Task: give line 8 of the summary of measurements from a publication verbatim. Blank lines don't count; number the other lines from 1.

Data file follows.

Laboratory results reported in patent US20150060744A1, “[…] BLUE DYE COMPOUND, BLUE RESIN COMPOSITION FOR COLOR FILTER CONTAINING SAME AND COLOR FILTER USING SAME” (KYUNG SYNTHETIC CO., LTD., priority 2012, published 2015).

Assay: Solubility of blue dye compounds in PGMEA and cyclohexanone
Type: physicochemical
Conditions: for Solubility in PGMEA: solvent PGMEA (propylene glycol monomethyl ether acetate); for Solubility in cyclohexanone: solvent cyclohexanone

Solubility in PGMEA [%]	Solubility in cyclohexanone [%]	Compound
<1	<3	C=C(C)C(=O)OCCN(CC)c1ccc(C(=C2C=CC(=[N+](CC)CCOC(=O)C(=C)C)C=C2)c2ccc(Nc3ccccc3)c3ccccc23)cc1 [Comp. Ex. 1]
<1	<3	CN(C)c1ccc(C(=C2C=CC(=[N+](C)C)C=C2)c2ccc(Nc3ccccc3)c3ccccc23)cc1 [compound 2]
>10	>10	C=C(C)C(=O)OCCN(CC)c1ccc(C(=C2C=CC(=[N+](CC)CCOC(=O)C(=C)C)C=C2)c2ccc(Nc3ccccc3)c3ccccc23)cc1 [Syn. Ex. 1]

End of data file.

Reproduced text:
>10	>10	C=C(C)C(=O)OCCN(CC)c1ccc(C(=C2C=CC(=[N+](CC)CCOC(=O)C(=C)C)C=C2)c2ccc(Nc3ccccc3)c3ccccc23)cc1 [Syn. Ex. 1]